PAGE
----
‘Rotten culture’ pervaded HSBC forex desk, High Court trial hears


A “rotten culture” pervaded HSBC’s foreign exchange trading desk between 2004 and 2006, with bankers misusing confidential information to “front run” client orders, it was claimed to the High Court on Monday.

The allegations were made at the start of a seven-week trial in which currency manager ECU Group has accused HSBC of fraud and misconduct relating to 52 forex trades it placed with the bank during that period. HSBC denies the claims on multiple grounds.

The case threatens to reopen old wounds in the $6.6tn-a-day foreign exchange market, which was rocked by allegations in 2013 that a number of global banks had manipulated currency prices systematically for years. HSBC paid $343m in fines and restitution to the Financial Conduct Authority as well as $276.5m to the US Federal Reserve for failings in its oversight of FX trading between 2008 and 2013.

ECU, which was a HSBC client, alleges misconduct by HSBC traders in the lawsuit including front-running — trading using confidential knowledge of an upcoming client order. It also alleges that HBPB, HSBC’s private bank, engaged in “pip theft” where it added secret “pips” or mark-ups to execution prices reported to ECU so as to secure an unlawful profit.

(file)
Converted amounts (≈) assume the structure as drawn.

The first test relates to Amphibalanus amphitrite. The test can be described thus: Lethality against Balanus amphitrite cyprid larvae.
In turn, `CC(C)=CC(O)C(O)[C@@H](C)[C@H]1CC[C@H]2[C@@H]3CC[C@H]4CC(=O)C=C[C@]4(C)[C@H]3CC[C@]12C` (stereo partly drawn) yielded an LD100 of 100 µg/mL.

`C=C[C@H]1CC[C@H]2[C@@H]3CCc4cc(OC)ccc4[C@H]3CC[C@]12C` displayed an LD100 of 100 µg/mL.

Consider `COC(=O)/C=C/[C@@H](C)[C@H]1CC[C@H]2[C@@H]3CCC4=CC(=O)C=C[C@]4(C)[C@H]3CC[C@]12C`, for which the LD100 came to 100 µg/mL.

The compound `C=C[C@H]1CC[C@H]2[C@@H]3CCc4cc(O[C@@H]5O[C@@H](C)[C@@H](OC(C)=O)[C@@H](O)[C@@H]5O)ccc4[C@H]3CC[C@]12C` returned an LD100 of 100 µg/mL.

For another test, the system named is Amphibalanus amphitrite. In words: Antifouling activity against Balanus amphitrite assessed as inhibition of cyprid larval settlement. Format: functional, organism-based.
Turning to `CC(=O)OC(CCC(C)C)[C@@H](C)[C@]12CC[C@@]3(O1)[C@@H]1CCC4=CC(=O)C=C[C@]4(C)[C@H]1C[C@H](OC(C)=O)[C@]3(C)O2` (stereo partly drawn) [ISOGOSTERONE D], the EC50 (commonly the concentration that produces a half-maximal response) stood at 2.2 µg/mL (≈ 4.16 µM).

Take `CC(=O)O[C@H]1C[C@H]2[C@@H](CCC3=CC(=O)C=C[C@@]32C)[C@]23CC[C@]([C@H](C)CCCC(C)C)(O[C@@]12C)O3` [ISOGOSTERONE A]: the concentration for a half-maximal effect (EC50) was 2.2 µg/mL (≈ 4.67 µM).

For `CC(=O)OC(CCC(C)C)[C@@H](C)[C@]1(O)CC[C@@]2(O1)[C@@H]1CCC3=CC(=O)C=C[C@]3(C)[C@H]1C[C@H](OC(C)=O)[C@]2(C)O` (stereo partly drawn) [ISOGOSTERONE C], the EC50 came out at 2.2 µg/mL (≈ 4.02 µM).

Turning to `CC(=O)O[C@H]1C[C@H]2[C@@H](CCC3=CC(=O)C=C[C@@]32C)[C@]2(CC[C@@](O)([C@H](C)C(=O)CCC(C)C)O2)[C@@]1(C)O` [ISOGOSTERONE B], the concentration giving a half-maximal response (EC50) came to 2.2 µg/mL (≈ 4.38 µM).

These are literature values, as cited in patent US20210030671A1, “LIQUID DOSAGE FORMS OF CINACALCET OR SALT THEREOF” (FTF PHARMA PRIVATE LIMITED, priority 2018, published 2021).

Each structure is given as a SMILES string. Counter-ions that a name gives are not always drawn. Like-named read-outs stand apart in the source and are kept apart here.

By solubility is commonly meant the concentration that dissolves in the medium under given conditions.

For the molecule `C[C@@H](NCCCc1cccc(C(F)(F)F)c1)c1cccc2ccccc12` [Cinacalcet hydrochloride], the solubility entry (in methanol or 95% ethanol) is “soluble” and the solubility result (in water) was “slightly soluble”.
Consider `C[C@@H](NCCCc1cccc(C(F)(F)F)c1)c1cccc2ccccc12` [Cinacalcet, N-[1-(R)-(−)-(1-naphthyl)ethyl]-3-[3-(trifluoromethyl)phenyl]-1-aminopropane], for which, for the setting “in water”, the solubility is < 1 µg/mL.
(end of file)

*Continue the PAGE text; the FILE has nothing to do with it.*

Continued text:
ECU first complained to HSBC about unusual FX price movements in February 2006 but was told, after an internal HSBC probe, that there was no evidence of wrongdoing.

ECU began reviewing the trades again after 2016, when the US Department of Justice issued a formal indictment against two former HSBC FX traders relating to alleged front-running at the expense of another HSBC client — Cairn Energy.

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On Monday Richard Lissack QC, barrister for ECU, claimed to the High Court that the lawsuit related to a “disgraceful episode” in HSBC’s history. 

“ECU’s case is that HSBC’s foreign exchange trading desk between 2004 and 2006 were rotten. Traders treated clients’ orders as an opportunity for self-enrichment,” Lissack claimed.

In his written arguments, Lissack claimed HSBC traders saw ECU’s trades as an “easy target”. 

HSBC is due to open its case on Tuesday. In its written submissions the bank said ECU’s “incredibly stale allegations are all time-barred” because the alleged events took place more than 15 years ago and it described ECU’s lawsuit as a “farrago of contrived and legally incoherent claims”.

“ECU is now engaged in a cynical and opportunistic attempt to resurrect these stale claims, which it could and should have pursued, if at all, in 2006,” it claims.

“The relevant orders were not front run and, save for some isolated incidents, the HSBC Parties did not commit the wrongdoing ECU alleges,” it said in the written arguments, adding it denied there was any fraud or deliberate concealment in the case. The case continues.



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